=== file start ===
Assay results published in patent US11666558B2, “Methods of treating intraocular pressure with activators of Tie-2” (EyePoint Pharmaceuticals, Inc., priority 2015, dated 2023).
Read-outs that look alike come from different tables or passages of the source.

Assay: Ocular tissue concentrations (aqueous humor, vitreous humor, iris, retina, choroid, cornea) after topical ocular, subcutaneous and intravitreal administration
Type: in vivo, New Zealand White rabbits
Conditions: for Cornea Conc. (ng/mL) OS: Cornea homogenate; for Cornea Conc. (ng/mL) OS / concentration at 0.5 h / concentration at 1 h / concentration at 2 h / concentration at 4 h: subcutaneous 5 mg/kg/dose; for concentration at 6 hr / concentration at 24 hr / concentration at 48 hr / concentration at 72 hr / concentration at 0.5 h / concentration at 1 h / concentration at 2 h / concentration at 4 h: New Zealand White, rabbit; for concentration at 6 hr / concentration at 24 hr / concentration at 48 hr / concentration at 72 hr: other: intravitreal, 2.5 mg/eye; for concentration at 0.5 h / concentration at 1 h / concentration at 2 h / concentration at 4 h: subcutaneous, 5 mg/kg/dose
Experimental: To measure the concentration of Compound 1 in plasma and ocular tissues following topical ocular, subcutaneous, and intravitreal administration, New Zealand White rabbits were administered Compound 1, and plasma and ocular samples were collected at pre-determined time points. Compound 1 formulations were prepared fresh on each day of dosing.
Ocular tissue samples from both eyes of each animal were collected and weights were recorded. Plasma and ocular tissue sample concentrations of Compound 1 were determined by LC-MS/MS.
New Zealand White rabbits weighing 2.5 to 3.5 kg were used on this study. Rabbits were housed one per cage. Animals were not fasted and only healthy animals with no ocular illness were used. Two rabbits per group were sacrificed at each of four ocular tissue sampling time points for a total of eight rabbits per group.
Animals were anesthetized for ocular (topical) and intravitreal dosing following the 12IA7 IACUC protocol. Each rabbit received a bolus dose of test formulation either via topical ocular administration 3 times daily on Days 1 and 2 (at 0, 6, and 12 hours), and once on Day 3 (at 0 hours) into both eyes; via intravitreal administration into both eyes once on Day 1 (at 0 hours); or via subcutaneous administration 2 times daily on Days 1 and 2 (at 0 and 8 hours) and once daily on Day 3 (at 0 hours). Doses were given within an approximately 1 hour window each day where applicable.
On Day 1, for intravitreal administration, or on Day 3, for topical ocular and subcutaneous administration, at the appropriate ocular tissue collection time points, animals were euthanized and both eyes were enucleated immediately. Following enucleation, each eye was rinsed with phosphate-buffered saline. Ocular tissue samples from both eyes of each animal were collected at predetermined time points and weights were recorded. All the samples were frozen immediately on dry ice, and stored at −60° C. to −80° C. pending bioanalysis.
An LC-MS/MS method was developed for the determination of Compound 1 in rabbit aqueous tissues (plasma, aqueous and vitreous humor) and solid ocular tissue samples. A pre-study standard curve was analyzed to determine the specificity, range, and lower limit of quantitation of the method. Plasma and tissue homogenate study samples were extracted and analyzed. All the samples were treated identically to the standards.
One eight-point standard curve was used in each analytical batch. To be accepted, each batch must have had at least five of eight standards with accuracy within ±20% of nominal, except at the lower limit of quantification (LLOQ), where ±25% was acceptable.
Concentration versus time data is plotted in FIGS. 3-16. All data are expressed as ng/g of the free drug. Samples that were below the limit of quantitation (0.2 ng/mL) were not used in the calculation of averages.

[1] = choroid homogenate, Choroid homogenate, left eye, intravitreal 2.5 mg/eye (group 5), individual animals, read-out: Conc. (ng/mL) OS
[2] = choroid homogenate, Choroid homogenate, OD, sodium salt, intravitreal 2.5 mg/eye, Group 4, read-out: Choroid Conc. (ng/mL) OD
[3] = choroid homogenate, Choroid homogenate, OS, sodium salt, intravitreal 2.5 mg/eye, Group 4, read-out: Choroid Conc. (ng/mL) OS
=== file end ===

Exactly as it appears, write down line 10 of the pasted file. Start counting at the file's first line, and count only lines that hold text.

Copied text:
On Day 1, for intravitreal administration, or on Day 3, for topical ocular and subcutaneous administration, at the appropriate ocular tissue collection time points, animals were euthanized and both eyes were enucleated immediately. Following enucleation, each eye was rinsed with phosphate-buffered saline. Ocular tissue samples from both eyes of each animal were collected at predetermined time points and weights were recorded. All the samples were frozen immediately on dry ice, and stored at −60° C. to −80° C. pending bioanalysis.